Bollywood beware. American football is bringing a hint of Hollywood and some star-spangled celebrities and former players to India to battle for a share of attention in this cricket-crazy country of 1.2 billion.
The Elite Football League of India, with supporters including actor Mark Wahlberg and former Super Bowl-winning quarterback Kurt Warner, is planning a launch in November with 12 teams — and has grander plans for a 52-team league by 2022.
Some of the former NFL coaches who have stakes in the league are former Philadelphia Eagles quarterback Ron Jaworski, former Chicago Bears coach Mike Ditka, Hall of Fame wide receiver Michael Irvin of the Dallas Cowboys and former Green Bay Packers linebacker Brandon Chillar.
Ambitious? Consider this: cricket is THE sport in India, drawing more than a quarter of the country’s total advertising revenue of $2.41 billion last year, when it won the World Cup. National team captain Mahendra Singh Dhoni signed a $39.7 million contract with a management company in 2010.
The Indian Premier League has given cricket an even higher profile, with billionaires and Bollywood beauties falling over each other to buy stakes in the teams, which then bid at auction for the hired guns from all over the cricket world for a six-week season.
“There is relatively no competition on air in the sporting landscape of Asian TV,” EFLI founder and chief executive Sunday Zellar told The Associated Press. “In addition, given the lack of alternatives, we are finding the biggest, strongest and most agile athletes from all over India and Sri Lanka to participate in this new game of chess played by the ultimate gladiator.”
Organizers haven’t finalized a TV deal and negotiations with the kind of wealthy local industrialists who back the IPL are ongoing, but talent scouts have been raiding rugby, wrestling and volleyball to unearth talented prospective players for the EFLI.
“India has a host of very talented athletes and they are honing their skills very quickly and adapting to the game as though they have played for many years,” said Zellar, a brand marketing consultant who is hoping the trial season in Kolkata in May will generate more exposure for the main tournament.
“We hope to introduce the heroes, the players and educate the public on the rules and format of the game. It is our intention that it will spark interest and develop a following that will be sustained through to the opening game in November.”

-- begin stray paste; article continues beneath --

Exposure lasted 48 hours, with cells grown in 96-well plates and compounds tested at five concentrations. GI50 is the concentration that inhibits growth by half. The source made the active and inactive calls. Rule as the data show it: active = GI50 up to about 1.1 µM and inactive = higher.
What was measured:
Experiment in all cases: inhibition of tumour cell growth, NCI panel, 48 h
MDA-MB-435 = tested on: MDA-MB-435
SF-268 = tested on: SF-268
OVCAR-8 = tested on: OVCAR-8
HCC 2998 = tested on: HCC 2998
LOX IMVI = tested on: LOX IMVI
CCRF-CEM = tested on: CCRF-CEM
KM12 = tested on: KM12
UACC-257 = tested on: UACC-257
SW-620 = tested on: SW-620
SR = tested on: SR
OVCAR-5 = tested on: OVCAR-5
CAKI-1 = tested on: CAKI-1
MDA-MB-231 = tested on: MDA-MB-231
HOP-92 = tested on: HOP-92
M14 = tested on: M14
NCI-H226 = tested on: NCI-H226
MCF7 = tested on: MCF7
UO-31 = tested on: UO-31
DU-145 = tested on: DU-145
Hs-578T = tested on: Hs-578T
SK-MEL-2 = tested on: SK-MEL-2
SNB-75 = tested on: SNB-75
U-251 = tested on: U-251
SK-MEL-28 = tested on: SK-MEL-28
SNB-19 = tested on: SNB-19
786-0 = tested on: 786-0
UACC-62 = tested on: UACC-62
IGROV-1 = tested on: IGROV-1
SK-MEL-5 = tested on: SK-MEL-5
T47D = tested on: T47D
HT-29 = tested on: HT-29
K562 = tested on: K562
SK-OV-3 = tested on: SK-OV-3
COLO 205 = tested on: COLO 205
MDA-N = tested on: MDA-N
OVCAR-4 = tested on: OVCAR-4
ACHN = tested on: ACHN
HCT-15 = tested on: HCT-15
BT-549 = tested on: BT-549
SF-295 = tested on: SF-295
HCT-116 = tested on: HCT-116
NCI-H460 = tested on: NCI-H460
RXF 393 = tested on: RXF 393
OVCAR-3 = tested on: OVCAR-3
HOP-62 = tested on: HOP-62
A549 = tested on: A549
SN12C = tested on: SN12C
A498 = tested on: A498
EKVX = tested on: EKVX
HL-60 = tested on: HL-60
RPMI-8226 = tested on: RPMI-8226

Unlike the IPL, the American football backers are trying to build a group of stars from scratch.
Among them could be 19-year-old Santu Sardar, a soccer player who had little hope of a regular job or football contract while he languished in the second division of the local Kolkata league. He now has a monthly salary of 15,000 rupees ($300), a significant boost for a poor family which had survived until then on roughly the same amount earned by his cabdriving father.
“My life has changed after I signed up for this league as it promises me a better life and financial security,” Sardar told AP in a telephone interview. “I’ll now give my everything to ensure my team Kolkata does very well in the competition.”
But the question remains: will the best efforts of Sardar and dozens of young men from similar backgrounds be enough to get even a glimmer of attention in a sports landscape so dominated by cricket?
Other sports, including field hockey and soccer which already have a history and profile in India, rely on government handouts to keep afloat.
The EFLI is starting with an initial investment of $5 million, with another $3 million expected to be raised through the first season. Backers like Wahlberg are committing only endorsements and effort toward building the brand.
The Salt Lake Stadium, a massive 120,000-capacity venue in Kolkata, is the hub of activity where coaches from the United States are drilling hand-picked Indian coaches and players.
The Stadium will host the inaugural tournament, with teams from Pakistan, Sri Lanka and Bangladesh lending an international flavor. The nine Indian franhcises in the 58-game regular season are Delhi, Mumbai, Kolkata, Bangalore, Hyderabad, Chennai, Pune, Rajasthan and Punjab.
Each team will have a pool of five coaches and 40 players, excluding support staff. The salaries will be comparable with soccer and field hockey, in which players are generally contracted to teams but paid through government departments or banks they notionally work for.
“The next five years will be revolutionary in the sporting arena for India. As the talent grows and people become familiar with the game, you will see children tossing the football around,” Zellar said. “Attendance at live games will increase dramatically and the culture of the American football game will have planted itself on the ground and in the hearts of the Indian people.”
Zellar has recruited sports producer Sandy Grossman to help put together a TV coverage that will help sell and spread the league’s appeal.
“It’s very challenging to introduce the game to Indian cameramen and producers,” said eight-time Emmy Award-winning director Grossman. “American football is fast, a contact sport, and involves a lot of strategies.”
Grossman says programming in India will have to be different because the game has to be introduced to viewers.
“They will be like tutorials. An Indian announcer will talk with coaches, explain the game. My job is to guide the producers and cameramen and then leave them to decide how to cover games,” he told AP on telephone.
The U.S. National Football League, which folded its European competition in 2007 after 16 years spent establishing a league on the continent, has no direct stake in the EFLI.
The inaugural Indian season will run in winter, sparing the need to expose heavily padded players to the searing heat on the subcontinent.